Breaking views: Deutsche revamp falls short of strategy
Josef Ackermann is giving Deutsche Bank a spring clean. He has streamlined the board and reaffirmed an ambitious return on equity target in the face of mounting doubt about its feasibility. He is preparing the bank he leads for hefty restructuring and job cuts. That might be what it needs but is not in itself a strategy.
Deutsche has long been seen as overstaffed in many areas. Its revenues per employee are among the lowest in the industry. And people familiar with it say it has a tendency to over-invest in extra bodies when a big piece of corporate business comes its way.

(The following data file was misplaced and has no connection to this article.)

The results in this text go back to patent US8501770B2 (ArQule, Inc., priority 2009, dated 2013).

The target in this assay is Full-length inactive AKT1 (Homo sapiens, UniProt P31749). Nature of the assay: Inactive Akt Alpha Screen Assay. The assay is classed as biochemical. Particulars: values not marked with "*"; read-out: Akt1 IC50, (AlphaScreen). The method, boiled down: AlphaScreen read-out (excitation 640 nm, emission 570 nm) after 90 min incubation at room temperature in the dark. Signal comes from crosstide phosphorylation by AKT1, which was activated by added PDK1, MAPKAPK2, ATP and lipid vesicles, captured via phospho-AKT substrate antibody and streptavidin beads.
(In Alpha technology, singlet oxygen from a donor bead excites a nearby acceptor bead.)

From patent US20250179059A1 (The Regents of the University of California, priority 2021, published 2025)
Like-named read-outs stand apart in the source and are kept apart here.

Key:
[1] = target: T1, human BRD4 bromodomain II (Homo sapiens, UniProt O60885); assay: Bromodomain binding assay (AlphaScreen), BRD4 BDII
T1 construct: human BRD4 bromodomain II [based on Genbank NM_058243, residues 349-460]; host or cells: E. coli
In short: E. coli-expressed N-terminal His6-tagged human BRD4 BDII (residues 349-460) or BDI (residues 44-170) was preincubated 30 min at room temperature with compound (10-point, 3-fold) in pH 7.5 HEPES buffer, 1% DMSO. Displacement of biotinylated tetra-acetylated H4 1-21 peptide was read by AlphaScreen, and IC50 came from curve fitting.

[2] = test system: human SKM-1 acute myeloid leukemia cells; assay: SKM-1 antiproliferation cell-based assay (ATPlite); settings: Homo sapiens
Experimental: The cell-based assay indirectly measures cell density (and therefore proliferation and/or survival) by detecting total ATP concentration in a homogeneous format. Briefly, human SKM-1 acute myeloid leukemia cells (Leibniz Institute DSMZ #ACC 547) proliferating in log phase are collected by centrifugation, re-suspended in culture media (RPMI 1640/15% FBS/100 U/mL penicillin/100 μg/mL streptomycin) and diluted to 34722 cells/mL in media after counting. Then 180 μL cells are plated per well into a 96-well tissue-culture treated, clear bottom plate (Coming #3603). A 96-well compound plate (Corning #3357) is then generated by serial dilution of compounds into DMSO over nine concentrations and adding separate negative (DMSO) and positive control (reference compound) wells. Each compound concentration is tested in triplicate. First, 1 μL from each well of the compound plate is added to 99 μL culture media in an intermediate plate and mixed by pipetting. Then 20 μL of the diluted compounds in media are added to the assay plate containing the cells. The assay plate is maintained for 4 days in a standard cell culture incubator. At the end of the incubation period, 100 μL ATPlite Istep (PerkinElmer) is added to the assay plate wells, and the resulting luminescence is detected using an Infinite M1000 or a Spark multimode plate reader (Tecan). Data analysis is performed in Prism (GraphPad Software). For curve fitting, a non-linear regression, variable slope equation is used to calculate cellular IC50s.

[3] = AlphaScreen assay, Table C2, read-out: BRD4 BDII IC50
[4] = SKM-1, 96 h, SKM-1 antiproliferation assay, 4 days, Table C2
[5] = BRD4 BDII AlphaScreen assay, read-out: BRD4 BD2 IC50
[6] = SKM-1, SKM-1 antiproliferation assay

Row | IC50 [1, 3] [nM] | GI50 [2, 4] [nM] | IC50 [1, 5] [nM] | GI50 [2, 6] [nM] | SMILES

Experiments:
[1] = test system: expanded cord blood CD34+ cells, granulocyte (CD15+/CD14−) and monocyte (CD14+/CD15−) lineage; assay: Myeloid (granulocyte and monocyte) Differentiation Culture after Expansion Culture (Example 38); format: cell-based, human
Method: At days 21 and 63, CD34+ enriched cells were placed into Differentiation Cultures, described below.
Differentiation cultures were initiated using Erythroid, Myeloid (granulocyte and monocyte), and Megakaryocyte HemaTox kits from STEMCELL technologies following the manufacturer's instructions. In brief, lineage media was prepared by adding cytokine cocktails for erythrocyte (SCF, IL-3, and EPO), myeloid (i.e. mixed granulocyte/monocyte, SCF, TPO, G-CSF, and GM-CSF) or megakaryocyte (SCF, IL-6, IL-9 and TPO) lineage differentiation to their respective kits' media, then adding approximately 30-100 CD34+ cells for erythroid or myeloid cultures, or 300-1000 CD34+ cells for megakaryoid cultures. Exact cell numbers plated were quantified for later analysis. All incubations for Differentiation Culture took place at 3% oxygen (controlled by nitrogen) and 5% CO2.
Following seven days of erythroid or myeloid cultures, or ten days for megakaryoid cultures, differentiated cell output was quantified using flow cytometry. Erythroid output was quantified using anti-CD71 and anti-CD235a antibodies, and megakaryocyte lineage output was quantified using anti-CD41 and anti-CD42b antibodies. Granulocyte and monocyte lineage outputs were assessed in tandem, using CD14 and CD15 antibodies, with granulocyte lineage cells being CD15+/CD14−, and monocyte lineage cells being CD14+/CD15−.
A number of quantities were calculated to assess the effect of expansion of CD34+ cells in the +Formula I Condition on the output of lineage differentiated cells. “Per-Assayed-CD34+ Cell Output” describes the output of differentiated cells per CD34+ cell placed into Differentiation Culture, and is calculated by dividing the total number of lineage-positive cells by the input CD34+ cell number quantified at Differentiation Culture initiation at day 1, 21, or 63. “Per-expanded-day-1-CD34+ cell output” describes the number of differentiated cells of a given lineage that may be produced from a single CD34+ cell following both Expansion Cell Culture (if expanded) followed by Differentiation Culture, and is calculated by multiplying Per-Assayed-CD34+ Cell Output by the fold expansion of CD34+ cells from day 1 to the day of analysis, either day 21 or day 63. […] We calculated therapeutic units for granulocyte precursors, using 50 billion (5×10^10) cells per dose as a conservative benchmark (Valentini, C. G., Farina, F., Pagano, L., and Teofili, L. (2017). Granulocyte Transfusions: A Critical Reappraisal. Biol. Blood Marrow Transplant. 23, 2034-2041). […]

The decision to put the corporate and investment bank under two global heads, Michael Cohrs and Anshu Jain, apparently stems from the view that tough action is required to enhance productivity.
But Ackermann's latest push isn't entirely about costs. He is also acknowledging that Deutsche has lost ground in its home market. Bankers from different parts of the empire pitch ideas to German industrialists, ignorant of what their colleagues are up to. This approach hasn't gone down well with potential clients. Moreover, sometimes Deutsche's relationship with German business has seemed detached.